And so, my dear, I hear in a whisper, stop your desperate search for the permanent here. Steady your heart—it needn’t be so overwhelmed with longing for the things of this life. Some of it will be wonderful, and you will get to those places, and for a moment you’ll be at peace and you’ll feel the warmth of the sun on your face and you’ll think that this is it. But, darling, the sunshine will soon be overcome by clouds once again, and you’ll wonder what you did wrong, and you’ll again question why, why, why, dear God, can’t I have permanence? My love, you shall, but please believe that it is not to be found here on this earth. So embrace the sunshine and the clouds alike, bask in the beauty of whatever weather comes your way, and eagerly await the permanence of the place being prepared for you.

Rambling of the Day: A war on… men?

1 Dec


Suzanne Venker has recently written an opinion piece for Fox News that has upset quite a few “strong” women. The article? “The war on men.” Venker explores the trend that shows women’s interest in getting married going up as men’s is decreasing. Seem weird? The reason, she says, is nearly always the same: “Women aren’t women anymore.” Here’s a quote that pretty well sums up the point:

In a nutshell, women are angry. They’re also defensive, though often unknowingly. That’s because they’ve been raised to think of men as the enemy. Armed with this new attitude, women pushed men off their pedestal (women had their own pedestal, but feminists convinced them otherwise) and climbed up to take what they were taught to believe was rightfully theirs (Venker Article).

Now, if you’re one of those women who just, like, totally hates men cause they’re horrible, sex-obsessed, animalistic beasts, go find another website, because I’m sure I’m about to make you really angry.

Venker is right! She’s right because men are NOT equal to women. There, I said it. We are not the same. Our DNA is not programmed to make us want, feel, and do the same things.

Let’s back it up for a second and allow me to clarify. I do not think women need to be barefoot and pregnant and preparing dinner for their husbands by 6 p.m. every night. Anyone who knows me knows I’ve been working toward a career since I first discovered the world of the written word. I’ve had a job since I was 14 years old. I’m a 20-year-old working mother going to school full-time. I am by no means a kept woman.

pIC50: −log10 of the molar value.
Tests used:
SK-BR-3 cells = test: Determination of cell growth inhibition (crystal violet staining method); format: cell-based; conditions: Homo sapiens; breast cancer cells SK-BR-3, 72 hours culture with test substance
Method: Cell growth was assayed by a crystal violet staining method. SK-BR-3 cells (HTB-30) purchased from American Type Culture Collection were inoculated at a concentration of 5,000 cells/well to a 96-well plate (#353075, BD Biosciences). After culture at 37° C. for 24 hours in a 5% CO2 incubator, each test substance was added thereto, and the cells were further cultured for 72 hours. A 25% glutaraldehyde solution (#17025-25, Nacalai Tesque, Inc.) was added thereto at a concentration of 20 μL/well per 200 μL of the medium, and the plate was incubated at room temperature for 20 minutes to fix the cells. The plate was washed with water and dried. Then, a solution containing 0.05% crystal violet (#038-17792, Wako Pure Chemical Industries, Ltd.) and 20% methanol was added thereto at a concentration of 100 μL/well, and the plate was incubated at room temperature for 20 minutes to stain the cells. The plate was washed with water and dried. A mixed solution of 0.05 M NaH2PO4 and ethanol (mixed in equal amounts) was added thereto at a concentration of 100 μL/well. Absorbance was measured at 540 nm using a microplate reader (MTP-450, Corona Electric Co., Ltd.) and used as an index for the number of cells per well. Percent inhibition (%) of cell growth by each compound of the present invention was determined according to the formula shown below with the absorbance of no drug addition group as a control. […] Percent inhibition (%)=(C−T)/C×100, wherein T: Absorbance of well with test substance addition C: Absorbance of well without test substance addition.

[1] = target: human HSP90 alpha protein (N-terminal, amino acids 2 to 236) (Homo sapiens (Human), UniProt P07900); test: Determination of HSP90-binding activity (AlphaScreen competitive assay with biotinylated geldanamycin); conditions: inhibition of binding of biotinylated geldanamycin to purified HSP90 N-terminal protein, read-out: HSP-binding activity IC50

But I am a woman. I put the desire to nurture, love, and care for my child miles ahead of my desire to make something of myself. And I don’t expect my significant other to behave the exact same way. Why? Because we’d be broke! And he’d be bored. He loves us both very much, of course, but his first instinct is not to cuddle up and sing lullabies all day long – it’s to provide.

Men want to love women, not compete with them. They want to provide for and protect their families – it’s in their DNA. But modern women won’t let them (Venker Article).

Why? Why do we have to feel like we’re exactly the same as men to feel worthy as women? And, perhaps more importantly, why do we act as though we can have it all, never questioning the consequences of the way we have destroyed and demonized gender roles? Women are the ones who want to get married! The Pew Research Center reports that since 1997, the percentage of women who say a successful marriage is one of the most important things in their lives rose from 28 to 37 percent. But this percentage dropped for men, from 35 to 29 percent. More women want to get married; less men do.

Since the dawn of time, men have been the providers. They have been the pillars of strength. They have had to work hard to earn the respect of other men, to advance their careers, to make something of themselves – ultimately, to provide for their families. That is not to say that women are not strong and can’t provide for their families, because they are and they can. But women who want successful relationships with men must understand the intrinsic needs of their partners. They are not programmed to lie down and allow the woman to do all the work. Back in the day they had a name for that kind of man – deadbeat. Nowadays, he’s just a “stay-at-home” kind of gentleman.

We have gone so far off track it is going to be incredibly difficult for a lot of women to figure out how to get what they want out of their lives and their relationships. It’s not about being better than men. It’s not about one-upping them. I mean, would you want to be with someone constantly trying to outdo you?